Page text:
Wednesday, July 24, 2013

The Magic Closet

            I am feeling a bit nostalgic tonight.  My ten-year-old daughter lay on the floor reading the book she checked out this afternoon at the county library.  The scene transported me back to a different time and place when I was ten.

            The year was 1978.  My favorite part of the summer was spending every other week on my uncle’s little farm off Highway 57.  My father worked for the company in town.  Instead of “commuting” every night back to our hometown 56 miles north, he stayed in the cabin next to his brother’s house.  I cooked dinners for him during my weeks at the cabin and cleaned.  I spent my free time tagging along behind my older cousins going to movies, horseback riding, doing chores, and going to the bar for soda pop.  I really think no kid on Earth had better summers then I.

            In the house resided a magic closet.  Walking down the hallway, I would pass the bathroom, Worth’s room and Crystal’s room.  Family photos lined the walls.  Shag carpet silenced my footsteps.  At the end of the hall stood three doors.  To the right, the door opened to my aunt and uncle’s room.  I loved going into the room to the left.  Cath and Carol, whom I idolized, shared this room.  The bright deep purple walls helped shape my love for color I am sure.

            Stepping across the threshold of the middle door transported me into a magical world.  Now this compares to the magic tree house, but alas it doesn’t compare to the amour in the Narnia series, but for a small town Montana girl, I felt I found heaven.

            Walking into the closed, I turned on the overhead light.  All three walls held numerous shelves from the floor to the ceiling all lined with books.  I spent hours perusing the titles.  Many times my cousins suggested books like The Outsiders by S.E. Hinton.  I read for hours.

            Today books clutter my house.  I have sold books, given them away, and stored them in the shed and garage.  A couple of years ago my husband gave me a Kindle for Christmas.  I love that I am not storing more books; plus, I can take hundreds of books with me weighing less then a pound.

            Yet, I am saddened.  Will magic closets exist in the future?  I believe when my daughter leaves home, I will turn one of the extra bedrooms into a magic room.  I want my grandchildren to have such an experience.  Of course, hopefully they love to read.

Monday, July 15, 2013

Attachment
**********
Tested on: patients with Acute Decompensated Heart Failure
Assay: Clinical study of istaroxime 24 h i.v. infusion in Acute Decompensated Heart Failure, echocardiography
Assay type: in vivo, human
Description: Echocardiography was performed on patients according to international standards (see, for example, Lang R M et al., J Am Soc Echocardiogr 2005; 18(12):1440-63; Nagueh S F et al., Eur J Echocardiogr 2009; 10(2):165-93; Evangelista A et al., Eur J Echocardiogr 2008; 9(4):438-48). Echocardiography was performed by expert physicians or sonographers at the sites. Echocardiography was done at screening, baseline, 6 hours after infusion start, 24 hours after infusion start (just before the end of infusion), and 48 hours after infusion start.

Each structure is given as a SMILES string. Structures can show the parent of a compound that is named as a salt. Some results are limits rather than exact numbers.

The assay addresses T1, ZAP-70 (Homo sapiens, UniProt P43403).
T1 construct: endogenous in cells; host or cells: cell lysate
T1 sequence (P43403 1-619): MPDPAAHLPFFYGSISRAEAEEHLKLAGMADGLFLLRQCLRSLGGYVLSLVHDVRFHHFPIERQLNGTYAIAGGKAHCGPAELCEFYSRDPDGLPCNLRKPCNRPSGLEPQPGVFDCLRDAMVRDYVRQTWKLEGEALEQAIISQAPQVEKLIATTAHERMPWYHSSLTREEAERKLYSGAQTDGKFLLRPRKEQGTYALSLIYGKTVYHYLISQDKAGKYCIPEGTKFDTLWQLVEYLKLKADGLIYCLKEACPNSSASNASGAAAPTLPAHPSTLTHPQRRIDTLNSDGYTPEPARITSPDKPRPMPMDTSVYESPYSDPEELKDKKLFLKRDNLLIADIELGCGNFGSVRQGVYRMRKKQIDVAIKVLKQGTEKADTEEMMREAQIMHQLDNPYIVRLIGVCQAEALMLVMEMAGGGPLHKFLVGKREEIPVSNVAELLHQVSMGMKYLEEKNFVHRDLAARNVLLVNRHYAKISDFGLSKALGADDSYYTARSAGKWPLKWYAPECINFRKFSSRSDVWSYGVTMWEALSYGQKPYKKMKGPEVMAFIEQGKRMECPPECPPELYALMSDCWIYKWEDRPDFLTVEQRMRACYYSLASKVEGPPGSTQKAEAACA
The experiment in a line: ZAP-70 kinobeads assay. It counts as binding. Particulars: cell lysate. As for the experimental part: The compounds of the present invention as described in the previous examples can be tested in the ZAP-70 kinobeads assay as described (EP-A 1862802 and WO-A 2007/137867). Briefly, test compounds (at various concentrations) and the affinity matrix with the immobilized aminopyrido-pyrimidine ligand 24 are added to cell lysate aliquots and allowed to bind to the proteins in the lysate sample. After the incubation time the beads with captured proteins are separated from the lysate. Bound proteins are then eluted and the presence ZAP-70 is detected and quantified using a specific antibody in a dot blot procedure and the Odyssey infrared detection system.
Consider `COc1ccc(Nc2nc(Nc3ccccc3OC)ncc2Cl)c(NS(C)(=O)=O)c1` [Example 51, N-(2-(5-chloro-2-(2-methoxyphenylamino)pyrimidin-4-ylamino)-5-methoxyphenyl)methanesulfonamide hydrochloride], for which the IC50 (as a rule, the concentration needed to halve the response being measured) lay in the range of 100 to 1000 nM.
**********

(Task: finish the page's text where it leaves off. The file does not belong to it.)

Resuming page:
My morning started very rough.  Either the fibromyalgia or the rheumatoid arthritis was causing my body to ache.  My energy level with a scale of 1 to 10 stood at about -2.  I trudged to the kitchen to pour myself a cup of coffee.  I decided to go out on the patio to do my daily Bible reading hoping the cool morning air would revive me.  God sat with me for a time.  The music of the birds played in the background.  I knew I may not conquer the day, but I would make it to church.

                As is Father’s style, three points were pulled from the readings.  I loved the first point of simple faith.  As humans, we try to complicate everything when really we are called to just love.  The first part of the Gospel reading states, “’You shall love the Lord, you God, with all you heart, with all your being, with all your strength, and with all your mind, and your neighbor as yourself’” Luke 10:27.  Loving God is very simple.  Loving my neighbor?  The concept is very simple; yet, I find it hard in practice.  I tend to not even be good at loving myself.  I complicate the love.  I put rules into the equation.  Instead, I need to simplify.

                I want to deviate a bit here from the Mass.  In my daily reading yesterday, I came across a passage that warmed my heart.  In Paul’s letter to the Romans he writes, “I’m eager to encourage you in your faith, but I also want to be encouraged by yours.  In this way, each of us will be a blessing to the other” Romans 1:12.  Again, simple!  In our loving each other, we need to also encourage each other in our faith.  I knew when reading the passage I would be encouraged when I went to Mass.  And I was.  Hopefully I encouraged others as well. 

                The second point I took from Father’s homily was simple charity.  We shouldn’t wait for the big stuff.  We shouldn’t think we have to have money to make a difference.  Simply apply our love to our neighbor.  As I mentioned, I had no energy and my wrist felt like fire kept coursing through it.  Pain shot through my knee.  Two friends gave me comforting hugs, simple charity.  They knew I was struggling and helped me in my stress.  I received other hugs and kind words.  Yes, we are to step out of our comfort zone and help those less fortunate, but we can’t forget those around us.  Giving charity to each other encourages.

                Simple sight is the final point.  Our daily lives become so weighed down with negatives.  For me, I struggle with chronic pain.  I want God to fix it.  I ask Him to take away the pain.  Eventually He does, but not when I want it done.  I could easily only see Him when the pain leaves.  I could only look for Him in the sky or across the sea, Deuteronomy 30:10-14.  Instead, I need to look all around me.  I see Him in the flowers that bloom in my gardens.  I hear him in the twitter of the birds or the buzz of the bees.  I saw Him on the altar as my son stood next to his babysitter of years ago.  She took care of him after school, now they minister together through the Eucharist.   God is right there.  Don’t look past Him.

                Blessing to you all.